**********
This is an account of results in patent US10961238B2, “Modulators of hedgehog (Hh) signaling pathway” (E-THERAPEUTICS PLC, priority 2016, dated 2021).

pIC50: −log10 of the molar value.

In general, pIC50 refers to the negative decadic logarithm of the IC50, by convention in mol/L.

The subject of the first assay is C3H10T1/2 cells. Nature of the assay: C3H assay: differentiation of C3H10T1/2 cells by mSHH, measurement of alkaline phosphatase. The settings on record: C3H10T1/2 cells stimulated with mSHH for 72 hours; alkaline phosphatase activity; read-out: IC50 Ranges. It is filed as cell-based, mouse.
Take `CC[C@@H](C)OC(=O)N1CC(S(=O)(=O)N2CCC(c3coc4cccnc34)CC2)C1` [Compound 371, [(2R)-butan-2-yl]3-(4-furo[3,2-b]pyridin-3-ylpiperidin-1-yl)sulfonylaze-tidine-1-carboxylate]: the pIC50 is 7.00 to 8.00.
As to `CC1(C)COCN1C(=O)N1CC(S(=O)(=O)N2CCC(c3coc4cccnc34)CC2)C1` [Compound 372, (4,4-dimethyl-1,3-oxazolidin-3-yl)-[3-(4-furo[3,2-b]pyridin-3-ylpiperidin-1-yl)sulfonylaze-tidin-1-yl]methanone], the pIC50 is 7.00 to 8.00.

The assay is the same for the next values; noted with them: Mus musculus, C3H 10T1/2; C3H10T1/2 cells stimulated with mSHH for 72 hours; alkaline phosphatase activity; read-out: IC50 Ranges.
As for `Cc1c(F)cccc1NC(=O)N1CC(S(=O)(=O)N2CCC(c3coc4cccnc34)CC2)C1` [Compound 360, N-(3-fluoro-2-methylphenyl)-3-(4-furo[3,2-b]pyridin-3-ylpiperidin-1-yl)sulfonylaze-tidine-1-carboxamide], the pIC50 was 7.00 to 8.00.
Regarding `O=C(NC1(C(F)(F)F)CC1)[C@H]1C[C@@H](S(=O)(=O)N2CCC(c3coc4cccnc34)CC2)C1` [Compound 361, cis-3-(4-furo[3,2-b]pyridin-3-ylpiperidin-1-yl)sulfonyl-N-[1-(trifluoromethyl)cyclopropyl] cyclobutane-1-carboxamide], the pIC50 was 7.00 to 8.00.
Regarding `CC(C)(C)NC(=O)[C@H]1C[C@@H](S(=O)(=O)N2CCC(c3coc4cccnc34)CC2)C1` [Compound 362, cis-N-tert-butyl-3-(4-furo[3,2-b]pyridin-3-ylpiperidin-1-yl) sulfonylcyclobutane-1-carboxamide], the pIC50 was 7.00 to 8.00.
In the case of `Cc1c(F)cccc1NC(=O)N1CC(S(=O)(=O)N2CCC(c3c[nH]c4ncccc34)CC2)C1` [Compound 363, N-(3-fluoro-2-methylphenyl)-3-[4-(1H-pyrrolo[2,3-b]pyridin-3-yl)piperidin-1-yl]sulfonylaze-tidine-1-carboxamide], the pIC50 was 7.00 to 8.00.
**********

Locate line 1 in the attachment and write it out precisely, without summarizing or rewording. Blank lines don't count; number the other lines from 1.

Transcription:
This is an account of results in patent US10961238B2, “Modulators of hedgehog (Hh) signaling pathway” (E-THERAPEUTICS PLC, priority 2016, dated 2021).